All’s Wells for Serena’s seventh consecutive Rottnest Channel Swim

Serena Wells. Picture: Andrew Ritchie www.communitypix.com.au d483635
Serena Wells. Picture: Andrew Ritchie www.communitypix.com.au d483635

SHENTON Park ocean swimmer Serena Wells (48) won’t let the memories of an injuring kick from another competitor stop her seventh consecutive entry in the Rottnest Channel Swim.

Ms Wells will be one of 2494 hopefuls leaving Cottesloe Beach from dawn on February 23.

“Last year I got kicked at the start and swam the entire distance with two broken ribs, but despite that I had a lovely swim because we had a south westerly wind, a bit of swell, and you felt like you were body surfing,” the lawyer said.

She clocked a time of about 6 hours 49 minutes for the 19km to the island last year, and she said her goal was “just to finish” this time round competing solo.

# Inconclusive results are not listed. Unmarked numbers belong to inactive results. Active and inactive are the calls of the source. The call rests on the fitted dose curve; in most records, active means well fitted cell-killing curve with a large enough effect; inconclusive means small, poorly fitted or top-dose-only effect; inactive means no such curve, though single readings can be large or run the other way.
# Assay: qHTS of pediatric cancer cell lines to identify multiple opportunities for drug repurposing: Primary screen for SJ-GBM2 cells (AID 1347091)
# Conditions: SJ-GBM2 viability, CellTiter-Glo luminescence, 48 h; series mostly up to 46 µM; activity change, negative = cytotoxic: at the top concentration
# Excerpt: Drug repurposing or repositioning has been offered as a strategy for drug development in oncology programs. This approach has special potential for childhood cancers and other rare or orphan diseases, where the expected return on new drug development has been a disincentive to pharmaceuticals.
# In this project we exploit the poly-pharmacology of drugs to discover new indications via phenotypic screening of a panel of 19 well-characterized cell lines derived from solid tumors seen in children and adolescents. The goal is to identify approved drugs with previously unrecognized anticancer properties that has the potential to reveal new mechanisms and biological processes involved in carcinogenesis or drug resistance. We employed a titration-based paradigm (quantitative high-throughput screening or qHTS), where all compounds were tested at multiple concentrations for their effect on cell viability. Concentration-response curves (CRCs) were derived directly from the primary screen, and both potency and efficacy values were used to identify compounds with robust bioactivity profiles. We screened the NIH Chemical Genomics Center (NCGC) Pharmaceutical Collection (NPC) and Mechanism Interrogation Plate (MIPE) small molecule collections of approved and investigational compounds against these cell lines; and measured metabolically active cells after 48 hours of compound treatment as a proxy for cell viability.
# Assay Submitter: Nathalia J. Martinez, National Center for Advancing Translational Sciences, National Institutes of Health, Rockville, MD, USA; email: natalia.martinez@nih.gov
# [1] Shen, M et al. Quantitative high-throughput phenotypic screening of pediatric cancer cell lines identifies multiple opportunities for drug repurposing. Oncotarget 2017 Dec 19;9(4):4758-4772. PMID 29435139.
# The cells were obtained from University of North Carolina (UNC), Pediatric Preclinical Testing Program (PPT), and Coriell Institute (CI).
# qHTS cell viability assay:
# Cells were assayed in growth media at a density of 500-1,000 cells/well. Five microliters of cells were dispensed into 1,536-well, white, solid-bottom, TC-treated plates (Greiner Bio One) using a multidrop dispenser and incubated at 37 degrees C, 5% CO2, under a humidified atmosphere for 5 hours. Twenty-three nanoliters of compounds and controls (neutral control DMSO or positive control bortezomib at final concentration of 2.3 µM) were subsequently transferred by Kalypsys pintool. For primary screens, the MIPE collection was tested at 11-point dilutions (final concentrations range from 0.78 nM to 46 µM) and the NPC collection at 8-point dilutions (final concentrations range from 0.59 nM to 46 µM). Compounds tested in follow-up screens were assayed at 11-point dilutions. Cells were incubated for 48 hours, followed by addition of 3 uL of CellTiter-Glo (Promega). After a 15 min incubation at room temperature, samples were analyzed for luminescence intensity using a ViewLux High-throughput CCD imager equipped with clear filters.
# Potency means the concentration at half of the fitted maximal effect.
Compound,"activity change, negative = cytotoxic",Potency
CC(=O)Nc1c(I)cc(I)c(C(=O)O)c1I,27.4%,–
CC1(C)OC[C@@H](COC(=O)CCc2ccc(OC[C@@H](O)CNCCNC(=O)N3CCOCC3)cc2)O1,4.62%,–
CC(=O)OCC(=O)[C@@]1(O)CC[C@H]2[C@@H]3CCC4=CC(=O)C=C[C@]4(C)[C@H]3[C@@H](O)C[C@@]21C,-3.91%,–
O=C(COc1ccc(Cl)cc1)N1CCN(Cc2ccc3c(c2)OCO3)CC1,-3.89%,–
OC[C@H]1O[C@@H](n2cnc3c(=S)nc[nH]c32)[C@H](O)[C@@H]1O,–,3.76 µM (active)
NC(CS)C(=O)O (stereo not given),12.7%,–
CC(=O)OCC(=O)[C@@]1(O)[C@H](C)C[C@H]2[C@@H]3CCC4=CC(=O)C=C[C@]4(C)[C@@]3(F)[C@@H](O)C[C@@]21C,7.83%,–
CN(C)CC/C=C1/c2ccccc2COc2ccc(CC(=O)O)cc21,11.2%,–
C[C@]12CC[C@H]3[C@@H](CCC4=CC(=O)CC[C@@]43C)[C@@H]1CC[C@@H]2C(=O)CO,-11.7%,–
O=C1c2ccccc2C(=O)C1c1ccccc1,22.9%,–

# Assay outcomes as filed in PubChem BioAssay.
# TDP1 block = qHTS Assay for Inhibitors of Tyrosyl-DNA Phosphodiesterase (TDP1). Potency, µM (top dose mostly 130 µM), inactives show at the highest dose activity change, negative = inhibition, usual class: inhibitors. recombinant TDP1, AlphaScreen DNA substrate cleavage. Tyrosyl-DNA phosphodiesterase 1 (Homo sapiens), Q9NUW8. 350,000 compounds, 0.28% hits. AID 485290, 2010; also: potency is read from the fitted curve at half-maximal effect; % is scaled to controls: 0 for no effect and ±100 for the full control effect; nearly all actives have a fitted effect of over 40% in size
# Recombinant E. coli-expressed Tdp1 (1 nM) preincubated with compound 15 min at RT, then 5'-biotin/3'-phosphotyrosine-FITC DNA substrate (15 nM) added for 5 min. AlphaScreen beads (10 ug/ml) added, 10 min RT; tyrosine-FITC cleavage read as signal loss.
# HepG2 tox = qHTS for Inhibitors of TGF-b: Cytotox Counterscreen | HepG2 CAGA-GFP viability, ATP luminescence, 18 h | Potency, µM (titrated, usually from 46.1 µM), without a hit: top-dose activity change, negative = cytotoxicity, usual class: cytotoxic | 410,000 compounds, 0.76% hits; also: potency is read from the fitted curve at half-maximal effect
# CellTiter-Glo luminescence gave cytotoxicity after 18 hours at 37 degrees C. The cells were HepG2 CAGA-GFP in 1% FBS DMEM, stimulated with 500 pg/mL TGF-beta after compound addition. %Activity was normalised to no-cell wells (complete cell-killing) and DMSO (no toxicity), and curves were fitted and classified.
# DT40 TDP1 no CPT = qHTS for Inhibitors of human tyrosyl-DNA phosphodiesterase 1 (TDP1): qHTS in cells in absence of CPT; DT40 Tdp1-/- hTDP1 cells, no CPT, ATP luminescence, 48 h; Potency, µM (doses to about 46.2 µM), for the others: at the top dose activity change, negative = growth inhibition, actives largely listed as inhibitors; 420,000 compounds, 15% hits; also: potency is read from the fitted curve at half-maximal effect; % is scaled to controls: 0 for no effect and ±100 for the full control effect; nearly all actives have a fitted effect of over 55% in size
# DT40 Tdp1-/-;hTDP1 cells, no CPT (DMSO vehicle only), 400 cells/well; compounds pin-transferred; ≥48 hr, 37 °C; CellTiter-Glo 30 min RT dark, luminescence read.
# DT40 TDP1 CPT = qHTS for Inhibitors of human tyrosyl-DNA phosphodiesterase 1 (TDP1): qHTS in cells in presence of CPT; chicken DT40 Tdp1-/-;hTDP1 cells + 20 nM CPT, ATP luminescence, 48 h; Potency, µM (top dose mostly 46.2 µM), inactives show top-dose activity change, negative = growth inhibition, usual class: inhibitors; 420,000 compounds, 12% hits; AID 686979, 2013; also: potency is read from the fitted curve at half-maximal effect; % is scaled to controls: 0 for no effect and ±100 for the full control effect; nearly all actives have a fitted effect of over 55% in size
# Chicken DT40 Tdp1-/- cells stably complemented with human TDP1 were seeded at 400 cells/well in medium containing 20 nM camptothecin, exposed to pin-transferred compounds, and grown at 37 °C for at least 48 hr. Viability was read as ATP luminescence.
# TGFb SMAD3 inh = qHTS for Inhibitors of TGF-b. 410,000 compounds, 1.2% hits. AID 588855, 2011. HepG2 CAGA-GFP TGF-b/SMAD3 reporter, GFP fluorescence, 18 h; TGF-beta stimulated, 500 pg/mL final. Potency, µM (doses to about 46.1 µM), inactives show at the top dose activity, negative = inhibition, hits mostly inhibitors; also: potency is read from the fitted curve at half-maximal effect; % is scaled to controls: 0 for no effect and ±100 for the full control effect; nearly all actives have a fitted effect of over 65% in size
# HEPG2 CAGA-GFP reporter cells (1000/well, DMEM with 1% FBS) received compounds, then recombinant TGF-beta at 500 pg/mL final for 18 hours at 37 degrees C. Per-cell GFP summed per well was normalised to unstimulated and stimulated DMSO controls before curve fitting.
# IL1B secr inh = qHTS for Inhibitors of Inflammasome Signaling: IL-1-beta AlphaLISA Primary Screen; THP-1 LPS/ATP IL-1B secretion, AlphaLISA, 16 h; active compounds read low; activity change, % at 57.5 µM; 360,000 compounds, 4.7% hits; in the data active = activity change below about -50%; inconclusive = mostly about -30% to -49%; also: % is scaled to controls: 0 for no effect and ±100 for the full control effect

The male record was set by Solomon Wright last year in 3hr 59m 28s in 2018, while the fastest woman was Tamara Bruce, who did it in 4hr 10m 3s, finishing at Natural Jetty, in 1993, and Bronwyn Whitehead who in 2000 took 4hr 25m 53s to Thomson Bay.

Ms Wells said her training has halved to swimming about 20km a week during four sessions, after her distances were ramped up before she took on the English Channel with a Perth team last September.

She took up swimming to get fit and active after major surgery in 2013, and said she found personal and calm relaxation being offshore, with the Rottnest course having its own attractions each year.

“You can see fish, turtles and seals, but is the community you get with the other swimmers too,” she said.

This year, 366 solo entrants, 196 duos and 434 teams will take on the challenge of the crossing, which is limited by the maximum number of 1000 boats and support vessel allowed for safety reasons.

The swimmers will hit the water in 13 waves, stating with the first group at 5.45am who are the elite soloists in the Champions of the Channel.

They are followed by three waves of solo swimmers, three of duos and six of teams, all of which leave 10-minute intervals.